Putting the Stereotypical Notion of a Tightwad on its Tush

Travel for Less: Save Money On Your Summer Vacation

As Phineas and Ferb – two of my daughter’s favorite animated TV characters – like to say, there are 104 days of summer vacation. How are you going to spend it?

If you’re like me, your summer plans probably include a family vacation. Whether your destination is across the globe, across the country, or just across town for an increasingly popular stay-cation at the grandparents’ house, saving money and finding ways to travel for less are probably high on your “must have” list. But how can you make sure you’re getting the most bang for your proverbial buck? There are gazillions of travel websites out there, all touting travel advice to help you travel for less: but how do you know which ones are right for you?

I’ve already done the research for you. Here are my top 10 travel websites for all your vacation needs.

Flights

Getting to your destination is half the battle these days, especially with the average price for a gallon of regular unleaded gas encroaching on the $4 mark. The 2,000-mile round trip drive from Cleveland, Ohio to Orlando, Florida can cost between $350 and $400 in fuel costs alone – far more than the cost of a single airline ticket between Cleveland Hopkins and Orlando International airports. That means it actually might be more affordable – and far less time consuming – to fly instead of drive.

  • Bing’s airfare prediction tool acts as a free travel agent. All you have to do is enter the information for the flight you want, and Bing does the rest. The site not only tracks fares for you, it also gives you predictions regarding when flights for your desired route will have a price drop, based on historical data and complicated algorithms. Bing claims its airfare prediction tool is accurate 75 percent of the time, saving the average air traveler $50.
  • While travel websites like Travelocity and Expedia track ticket prices on larger airlines, they don’t always represent the little guys. That’s where Which Budget comes in. This site monitors airfares for smaller airlines, whose routes aren’t always tracked by the bigger travel websites.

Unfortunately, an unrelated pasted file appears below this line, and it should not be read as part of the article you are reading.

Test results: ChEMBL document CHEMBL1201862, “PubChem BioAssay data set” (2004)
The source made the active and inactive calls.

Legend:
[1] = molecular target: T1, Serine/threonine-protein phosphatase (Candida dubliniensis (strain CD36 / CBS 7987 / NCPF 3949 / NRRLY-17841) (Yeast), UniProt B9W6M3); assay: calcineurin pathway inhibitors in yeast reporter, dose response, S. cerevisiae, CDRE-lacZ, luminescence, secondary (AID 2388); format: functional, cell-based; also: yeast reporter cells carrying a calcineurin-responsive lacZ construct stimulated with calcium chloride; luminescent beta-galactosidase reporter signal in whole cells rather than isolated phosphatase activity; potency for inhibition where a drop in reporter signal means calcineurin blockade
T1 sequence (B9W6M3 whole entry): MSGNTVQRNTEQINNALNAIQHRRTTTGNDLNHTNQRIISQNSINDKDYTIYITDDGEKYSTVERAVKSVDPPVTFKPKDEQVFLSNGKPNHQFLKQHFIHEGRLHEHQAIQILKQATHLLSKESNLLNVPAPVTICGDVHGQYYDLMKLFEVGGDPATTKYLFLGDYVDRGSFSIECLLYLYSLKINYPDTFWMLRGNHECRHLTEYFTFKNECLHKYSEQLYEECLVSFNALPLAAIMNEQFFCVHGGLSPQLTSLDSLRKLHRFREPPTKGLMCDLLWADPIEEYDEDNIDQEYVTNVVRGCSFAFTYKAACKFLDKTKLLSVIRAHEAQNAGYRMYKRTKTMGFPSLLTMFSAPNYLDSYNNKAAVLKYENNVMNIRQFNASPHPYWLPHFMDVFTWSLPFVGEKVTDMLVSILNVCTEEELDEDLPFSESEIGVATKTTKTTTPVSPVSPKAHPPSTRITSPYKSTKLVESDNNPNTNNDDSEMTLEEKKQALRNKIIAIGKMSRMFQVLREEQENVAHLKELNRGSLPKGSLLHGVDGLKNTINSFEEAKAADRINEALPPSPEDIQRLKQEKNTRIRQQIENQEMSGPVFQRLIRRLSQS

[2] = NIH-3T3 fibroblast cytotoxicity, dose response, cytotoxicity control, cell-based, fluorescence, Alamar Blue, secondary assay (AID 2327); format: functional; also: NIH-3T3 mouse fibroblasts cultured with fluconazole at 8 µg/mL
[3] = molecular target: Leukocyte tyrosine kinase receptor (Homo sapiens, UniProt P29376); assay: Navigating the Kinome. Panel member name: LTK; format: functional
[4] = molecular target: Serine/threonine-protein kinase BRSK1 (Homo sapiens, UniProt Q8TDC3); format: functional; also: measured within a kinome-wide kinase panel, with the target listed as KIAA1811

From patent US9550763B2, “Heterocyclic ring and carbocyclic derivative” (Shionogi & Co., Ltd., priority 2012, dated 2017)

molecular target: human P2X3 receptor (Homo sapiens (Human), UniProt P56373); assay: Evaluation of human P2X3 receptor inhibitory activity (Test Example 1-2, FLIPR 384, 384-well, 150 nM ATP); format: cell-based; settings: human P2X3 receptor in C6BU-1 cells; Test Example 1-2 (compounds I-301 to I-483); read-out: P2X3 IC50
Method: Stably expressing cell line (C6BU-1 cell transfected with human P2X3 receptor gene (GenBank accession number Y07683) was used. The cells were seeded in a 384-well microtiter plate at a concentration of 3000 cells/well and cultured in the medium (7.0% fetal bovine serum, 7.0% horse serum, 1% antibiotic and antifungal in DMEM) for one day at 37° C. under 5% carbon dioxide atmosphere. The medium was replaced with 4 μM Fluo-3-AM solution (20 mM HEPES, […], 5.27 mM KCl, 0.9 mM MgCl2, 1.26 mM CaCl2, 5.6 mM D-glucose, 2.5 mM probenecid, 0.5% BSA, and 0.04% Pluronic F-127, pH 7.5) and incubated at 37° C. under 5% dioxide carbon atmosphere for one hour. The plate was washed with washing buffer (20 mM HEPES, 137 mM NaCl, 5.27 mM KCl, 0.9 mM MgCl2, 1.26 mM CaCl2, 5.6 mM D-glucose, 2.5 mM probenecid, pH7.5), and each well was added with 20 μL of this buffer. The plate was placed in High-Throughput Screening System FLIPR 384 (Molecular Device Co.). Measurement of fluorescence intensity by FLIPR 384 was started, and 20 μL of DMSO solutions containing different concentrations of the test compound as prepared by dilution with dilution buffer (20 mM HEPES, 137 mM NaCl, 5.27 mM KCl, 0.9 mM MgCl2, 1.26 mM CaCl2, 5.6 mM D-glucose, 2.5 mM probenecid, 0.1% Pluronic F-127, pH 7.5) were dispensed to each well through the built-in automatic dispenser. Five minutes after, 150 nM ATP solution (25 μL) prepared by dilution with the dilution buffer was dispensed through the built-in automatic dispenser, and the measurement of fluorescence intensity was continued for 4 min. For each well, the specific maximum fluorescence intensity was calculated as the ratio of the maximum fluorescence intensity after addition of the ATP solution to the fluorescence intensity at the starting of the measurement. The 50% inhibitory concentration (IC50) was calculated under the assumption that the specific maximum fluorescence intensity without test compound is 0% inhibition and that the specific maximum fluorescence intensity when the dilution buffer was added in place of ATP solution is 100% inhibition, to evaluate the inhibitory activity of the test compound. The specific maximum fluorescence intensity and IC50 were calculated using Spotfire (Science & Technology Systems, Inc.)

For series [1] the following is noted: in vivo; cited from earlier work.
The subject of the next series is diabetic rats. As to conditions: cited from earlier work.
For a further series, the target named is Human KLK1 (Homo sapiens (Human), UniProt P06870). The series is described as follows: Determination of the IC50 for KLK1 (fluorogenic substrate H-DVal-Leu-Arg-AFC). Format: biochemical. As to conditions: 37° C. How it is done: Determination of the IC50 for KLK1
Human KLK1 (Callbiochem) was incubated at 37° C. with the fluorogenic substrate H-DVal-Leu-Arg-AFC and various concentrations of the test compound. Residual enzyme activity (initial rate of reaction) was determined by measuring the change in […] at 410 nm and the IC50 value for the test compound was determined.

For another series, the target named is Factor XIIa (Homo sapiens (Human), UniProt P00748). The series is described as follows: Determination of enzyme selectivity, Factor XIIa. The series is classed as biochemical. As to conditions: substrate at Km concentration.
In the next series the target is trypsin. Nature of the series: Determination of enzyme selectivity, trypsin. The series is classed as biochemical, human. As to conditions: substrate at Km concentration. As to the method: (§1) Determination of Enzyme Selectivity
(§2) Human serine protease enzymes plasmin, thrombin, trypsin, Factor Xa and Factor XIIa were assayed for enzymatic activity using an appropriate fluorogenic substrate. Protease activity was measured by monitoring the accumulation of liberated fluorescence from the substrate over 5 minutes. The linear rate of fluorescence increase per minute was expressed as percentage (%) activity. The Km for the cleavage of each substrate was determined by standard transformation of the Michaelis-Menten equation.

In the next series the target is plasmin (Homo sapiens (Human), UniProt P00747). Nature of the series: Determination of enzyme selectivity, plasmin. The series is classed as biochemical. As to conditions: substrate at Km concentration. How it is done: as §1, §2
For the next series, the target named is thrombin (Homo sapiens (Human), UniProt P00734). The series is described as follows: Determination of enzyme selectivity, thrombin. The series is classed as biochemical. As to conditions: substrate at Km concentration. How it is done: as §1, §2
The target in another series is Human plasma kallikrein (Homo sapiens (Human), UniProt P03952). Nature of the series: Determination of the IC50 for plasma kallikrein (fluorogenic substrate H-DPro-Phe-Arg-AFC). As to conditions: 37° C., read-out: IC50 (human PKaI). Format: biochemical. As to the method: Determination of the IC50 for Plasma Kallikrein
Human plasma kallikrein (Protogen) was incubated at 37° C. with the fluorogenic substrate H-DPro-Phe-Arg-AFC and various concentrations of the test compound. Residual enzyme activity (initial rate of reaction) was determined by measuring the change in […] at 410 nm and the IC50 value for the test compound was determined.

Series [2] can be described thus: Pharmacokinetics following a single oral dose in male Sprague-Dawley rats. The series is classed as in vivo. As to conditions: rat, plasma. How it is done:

• Yapta helps ensure you don’t pay too much for your trip, by protecting your pocketbook both before and after you book your flight. Like Bing, Yapta uses historical data to predict price drops for certain airline routes. If you do book a flight and the price for that route later drops, they work to refund you the difference.

Hotels

Your hotel is likely to take a bigger chunk out of your travel budget than any other single element of your vacation. Just like airlines, hotels have slow seasons where they are more likely to dramatically drop the price of a night’s stay. But remember – the brand name hotels like Holiday Inn, Hilton, and Marriott aren’t the only ones out there.

  • What Yapta is to air travel, Tingo is to hotel rooms. When you book through Tingo, you’re guaranteed to get the lowest price out there. Tingo promises that if the price of your room drops, they’ll refund you the difference – unlike Orbitz, you’ll get that money back whether another customer books the same itinerary or not.
  • Want different hotels to fight for your business? That’s what BackBid is all about. This travel website allows you to register your upcoming hotel reservations and travel preferences, then sends the information – anonymously – to your current hotel’s competitors. The result? Hotels undercutting one another to win your reservation – and the ability to travel for less.
  • Everyone’s heard about the large hotel chains, but there are plenty of smaller chains and individually operated boutique hotels that offer stellar service at rock-bottom prices. Hotel Sweep examines the nightly rates for hotels large and small, finding the fairs directly on the hotel’s own website, where many hotels record their lowest rates.
  • Thought hostels were a European travel fad? Think again. Hostelz.com bills itself as the world’s largest database of hostels, providing rates for facilities in more than 9,000 cities worldwide. Staying in a hostel is a great way to save huge amounts of money.
  • While HomeAway has become the flagship for the new home swapping travel craze, it’s just the tip of the iceberg of travel websites that offer this service. FlipKey, Airbnb, and VRBO (a subsidiary of HomeAway, which focuses on vacation home rentals, instead of primary residences) all offer home swapping rental information as well.

Other Travel Websites

Looking for help managing your money or travel points? That’s where my last two travel websites come in. These sites don’t necessarily promise to help you travel for less; rather, they work to help ease those headaches associated with traveling.

  • Can’t keep track of your HiltonHonors points? Not sure how many frequent flyer miles you’ve collected? Sign up for a free account with Award Wallet. This site tracks reward points for credit card companies, hotel chains, and airlines.
  • If you’re looking for a one-size-fits-all credit card that makes traveling a breeze, look no further than the PenFed Premium Travel Rewards card. Backed by American Express, this credit card – a product of Pentagon Federal Credit Union – is loaded with plenty of perks. Airfare purchases nab you five points for every dollar you spend, plus you’ll earn 20,000 points (a $250 value) when you spend at least $650 during your first three months as a cardholder. This card – which carries a respectably low APR and boasts no annual fees – is ideal for international travel, since you’ll never pay a foreign transaction fee when using it.

There you have it – my top 10 travel websites (with a bonus site or two thrown in for good measure).

Which websites do you rely for travel advice, or for steals and deals when you need to travel for less?

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